UK charter airline Titan Airways has become the first operator to land an Airbus airliner on the island of St Helena in the South Atlantic, following the arrival on 20 April of an A318.
The narrowbody (G-EUNB) was chartered by the UK government to carry to carry medical staff and 2.5t of “essential medical supplies” for the residents of its overseas territory, says Titan.
It departed Titan’s base at London Stansted airport and flew to St Helena via Accra, Ghana, and Ascension Island.
The crew also performed six landings for crew training, says Titan, in anticipation of future flights to the island. “St Helena is category-C airport requiring specific crew training and regulatory approval due to known wind shear issues encountered on final approach,” it adds.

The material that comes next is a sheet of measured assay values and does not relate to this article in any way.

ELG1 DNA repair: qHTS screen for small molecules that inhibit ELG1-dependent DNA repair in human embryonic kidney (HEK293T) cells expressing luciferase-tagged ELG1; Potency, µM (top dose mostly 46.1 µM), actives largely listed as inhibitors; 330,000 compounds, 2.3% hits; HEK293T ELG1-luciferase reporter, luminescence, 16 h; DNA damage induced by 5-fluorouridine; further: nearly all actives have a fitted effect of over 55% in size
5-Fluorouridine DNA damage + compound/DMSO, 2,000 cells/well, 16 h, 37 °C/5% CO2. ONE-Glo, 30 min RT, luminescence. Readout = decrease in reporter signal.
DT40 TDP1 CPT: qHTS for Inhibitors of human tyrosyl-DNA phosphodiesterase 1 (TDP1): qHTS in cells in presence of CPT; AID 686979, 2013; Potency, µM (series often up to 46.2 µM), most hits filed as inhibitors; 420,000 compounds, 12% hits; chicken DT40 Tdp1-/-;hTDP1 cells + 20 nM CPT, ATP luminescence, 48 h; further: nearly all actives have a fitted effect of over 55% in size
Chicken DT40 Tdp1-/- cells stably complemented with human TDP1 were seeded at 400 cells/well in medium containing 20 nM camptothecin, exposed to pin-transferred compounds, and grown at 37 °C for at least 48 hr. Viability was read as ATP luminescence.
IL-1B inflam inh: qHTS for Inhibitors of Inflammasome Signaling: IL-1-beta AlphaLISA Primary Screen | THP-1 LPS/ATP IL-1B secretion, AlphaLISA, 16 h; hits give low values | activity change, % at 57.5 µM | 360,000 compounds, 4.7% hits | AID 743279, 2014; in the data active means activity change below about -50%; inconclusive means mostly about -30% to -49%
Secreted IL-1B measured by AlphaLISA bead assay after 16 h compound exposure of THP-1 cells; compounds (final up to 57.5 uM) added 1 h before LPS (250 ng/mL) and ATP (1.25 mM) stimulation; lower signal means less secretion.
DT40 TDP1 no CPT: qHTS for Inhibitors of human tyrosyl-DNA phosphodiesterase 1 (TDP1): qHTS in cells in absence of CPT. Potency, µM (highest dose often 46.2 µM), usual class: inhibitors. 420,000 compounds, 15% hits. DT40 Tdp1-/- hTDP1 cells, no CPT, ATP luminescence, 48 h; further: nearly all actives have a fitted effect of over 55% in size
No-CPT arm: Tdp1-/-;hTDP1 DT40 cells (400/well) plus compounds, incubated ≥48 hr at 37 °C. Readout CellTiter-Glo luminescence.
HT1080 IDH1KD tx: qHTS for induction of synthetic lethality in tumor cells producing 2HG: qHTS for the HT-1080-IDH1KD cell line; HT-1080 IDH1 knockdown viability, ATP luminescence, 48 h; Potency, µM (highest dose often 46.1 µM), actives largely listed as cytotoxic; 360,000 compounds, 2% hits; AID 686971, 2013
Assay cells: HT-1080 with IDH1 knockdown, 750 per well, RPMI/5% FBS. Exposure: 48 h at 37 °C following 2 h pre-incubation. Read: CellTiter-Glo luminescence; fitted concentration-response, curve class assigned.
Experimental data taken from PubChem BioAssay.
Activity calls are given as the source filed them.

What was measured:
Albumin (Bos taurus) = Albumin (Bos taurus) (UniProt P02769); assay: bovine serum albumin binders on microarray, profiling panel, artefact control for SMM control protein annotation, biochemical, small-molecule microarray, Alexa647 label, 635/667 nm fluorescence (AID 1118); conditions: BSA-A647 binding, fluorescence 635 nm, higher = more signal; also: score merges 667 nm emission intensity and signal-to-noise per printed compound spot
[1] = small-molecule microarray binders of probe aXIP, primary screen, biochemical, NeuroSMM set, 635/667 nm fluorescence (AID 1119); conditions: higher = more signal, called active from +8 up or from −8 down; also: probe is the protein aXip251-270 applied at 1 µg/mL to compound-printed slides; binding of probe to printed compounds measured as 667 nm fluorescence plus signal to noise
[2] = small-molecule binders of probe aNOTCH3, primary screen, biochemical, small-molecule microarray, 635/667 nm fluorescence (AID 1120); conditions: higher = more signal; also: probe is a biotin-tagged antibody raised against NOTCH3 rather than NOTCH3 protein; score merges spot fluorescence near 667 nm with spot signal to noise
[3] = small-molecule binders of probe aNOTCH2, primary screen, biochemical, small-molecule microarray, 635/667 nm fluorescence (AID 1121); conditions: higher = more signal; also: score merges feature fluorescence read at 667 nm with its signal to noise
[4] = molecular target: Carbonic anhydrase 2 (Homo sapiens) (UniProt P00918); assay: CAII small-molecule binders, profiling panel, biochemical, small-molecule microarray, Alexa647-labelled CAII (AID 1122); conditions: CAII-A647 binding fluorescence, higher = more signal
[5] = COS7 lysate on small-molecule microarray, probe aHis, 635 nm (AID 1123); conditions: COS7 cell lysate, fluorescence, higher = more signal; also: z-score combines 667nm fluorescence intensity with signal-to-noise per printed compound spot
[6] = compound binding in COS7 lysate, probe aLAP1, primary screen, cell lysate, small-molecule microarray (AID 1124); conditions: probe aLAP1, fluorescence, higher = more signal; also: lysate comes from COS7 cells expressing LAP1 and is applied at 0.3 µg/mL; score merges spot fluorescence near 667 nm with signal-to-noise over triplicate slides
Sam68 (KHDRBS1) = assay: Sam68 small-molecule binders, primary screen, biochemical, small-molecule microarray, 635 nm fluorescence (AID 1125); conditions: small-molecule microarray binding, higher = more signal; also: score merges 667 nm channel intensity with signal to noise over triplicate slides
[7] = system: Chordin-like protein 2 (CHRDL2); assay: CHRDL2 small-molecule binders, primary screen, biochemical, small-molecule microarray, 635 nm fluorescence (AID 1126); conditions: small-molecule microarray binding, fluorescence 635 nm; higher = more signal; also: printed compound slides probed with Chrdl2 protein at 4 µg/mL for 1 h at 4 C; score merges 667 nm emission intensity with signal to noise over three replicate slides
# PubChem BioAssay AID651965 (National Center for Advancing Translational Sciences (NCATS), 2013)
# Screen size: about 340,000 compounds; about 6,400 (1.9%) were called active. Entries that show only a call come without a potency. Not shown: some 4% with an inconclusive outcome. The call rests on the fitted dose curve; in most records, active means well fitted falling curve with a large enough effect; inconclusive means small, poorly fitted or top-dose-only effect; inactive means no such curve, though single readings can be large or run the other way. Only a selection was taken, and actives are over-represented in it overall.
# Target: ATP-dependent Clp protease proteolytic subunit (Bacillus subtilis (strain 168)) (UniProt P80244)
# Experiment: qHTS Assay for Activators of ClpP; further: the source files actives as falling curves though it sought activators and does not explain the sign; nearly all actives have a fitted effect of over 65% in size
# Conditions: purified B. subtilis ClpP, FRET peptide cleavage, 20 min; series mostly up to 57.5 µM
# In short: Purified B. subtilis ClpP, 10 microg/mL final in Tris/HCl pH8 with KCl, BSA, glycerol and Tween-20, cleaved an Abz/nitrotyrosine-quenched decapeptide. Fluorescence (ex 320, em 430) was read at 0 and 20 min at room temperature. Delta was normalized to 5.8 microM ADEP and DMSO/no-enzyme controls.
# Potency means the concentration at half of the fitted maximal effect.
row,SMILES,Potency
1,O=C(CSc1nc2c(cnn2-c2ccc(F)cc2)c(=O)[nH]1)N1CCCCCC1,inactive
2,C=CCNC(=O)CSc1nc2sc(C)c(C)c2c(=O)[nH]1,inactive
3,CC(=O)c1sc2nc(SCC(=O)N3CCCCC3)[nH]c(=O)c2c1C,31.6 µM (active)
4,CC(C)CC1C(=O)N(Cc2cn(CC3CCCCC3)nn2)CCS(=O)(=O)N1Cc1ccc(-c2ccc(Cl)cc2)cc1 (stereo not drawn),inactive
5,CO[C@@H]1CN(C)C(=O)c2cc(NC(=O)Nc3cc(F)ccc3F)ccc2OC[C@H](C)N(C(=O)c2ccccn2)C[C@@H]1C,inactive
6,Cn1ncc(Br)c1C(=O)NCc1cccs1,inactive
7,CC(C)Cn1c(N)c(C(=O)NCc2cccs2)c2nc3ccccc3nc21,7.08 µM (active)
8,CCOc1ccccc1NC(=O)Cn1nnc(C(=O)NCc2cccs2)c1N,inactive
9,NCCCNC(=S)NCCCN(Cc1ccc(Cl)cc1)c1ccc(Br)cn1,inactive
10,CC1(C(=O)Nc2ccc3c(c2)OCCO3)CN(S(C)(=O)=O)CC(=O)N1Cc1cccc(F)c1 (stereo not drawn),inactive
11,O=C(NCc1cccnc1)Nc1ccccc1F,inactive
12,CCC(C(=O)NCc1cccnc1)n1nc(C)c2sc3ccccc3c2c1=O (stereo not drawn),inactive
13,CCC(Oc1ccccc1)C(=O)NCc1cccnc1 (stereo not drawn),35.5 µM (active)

Titan acquired the ex-British Airways A318 in 2017, and set about installing a crew rest area “to extend flight-duty periods to enable long-haul operations”.
The company has a fleet of 12 single- and twin-aisle aircraft for commercial, cargo and VIP charter. The line-up also includes two A320s, four A321s, two Boeing 757-200s, two 737-400Fs and one 767-300.
Titan is also scheduled to take delivery of four new airliners later this year – two A321LRs and a pair of A321P2Fs, becoming the first operator of the converted freighter in the northern hemisphere, it says.